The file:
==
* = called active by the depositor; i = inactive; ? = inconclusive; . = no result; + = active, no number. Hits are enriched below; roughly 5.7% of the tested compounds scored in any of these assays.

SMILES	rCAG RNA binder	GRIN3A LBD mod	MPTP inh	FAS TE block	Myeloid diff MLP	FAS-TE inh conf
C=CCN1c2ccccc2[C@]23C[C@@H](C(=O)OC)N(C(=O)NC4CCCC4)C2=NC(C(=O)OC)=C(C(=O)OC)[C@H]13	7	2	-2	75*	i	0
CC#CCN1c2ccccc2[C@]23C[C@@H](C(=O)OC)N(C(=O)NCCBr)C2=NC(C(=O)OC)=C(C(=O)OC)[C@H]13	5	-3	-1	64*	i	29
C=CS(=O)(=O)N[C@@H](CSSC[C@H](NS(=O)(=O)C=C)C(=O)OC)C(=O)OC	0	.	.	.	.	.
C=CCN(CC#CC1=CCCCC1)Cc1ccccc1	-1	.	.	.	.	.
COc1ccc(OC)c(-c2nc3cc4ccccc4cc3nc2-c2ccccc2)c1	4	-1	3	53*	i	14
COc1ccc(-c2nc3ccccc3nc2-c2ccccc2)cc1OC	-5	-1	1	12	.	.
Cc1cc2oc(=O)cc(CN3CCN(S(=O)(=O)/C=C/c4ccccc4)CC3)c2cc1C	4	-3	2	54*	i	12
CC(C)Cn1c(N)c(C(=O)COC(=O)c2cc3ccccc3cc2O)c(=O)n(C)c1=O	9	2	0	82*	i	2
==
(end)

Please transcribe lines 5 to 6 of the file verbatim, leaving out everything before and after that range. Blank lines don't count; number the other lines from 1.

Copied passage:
C=CS(=O)(=O)N[C@@H](CSSC[C@H](NS(=O)(=O)C=C)C(=O)OC)C(=O)OC	0	.	.	.	.	.
C=CCN(CC#CC1=CCCCC1)Cc1ccccc1	-1	.	.	.	.	.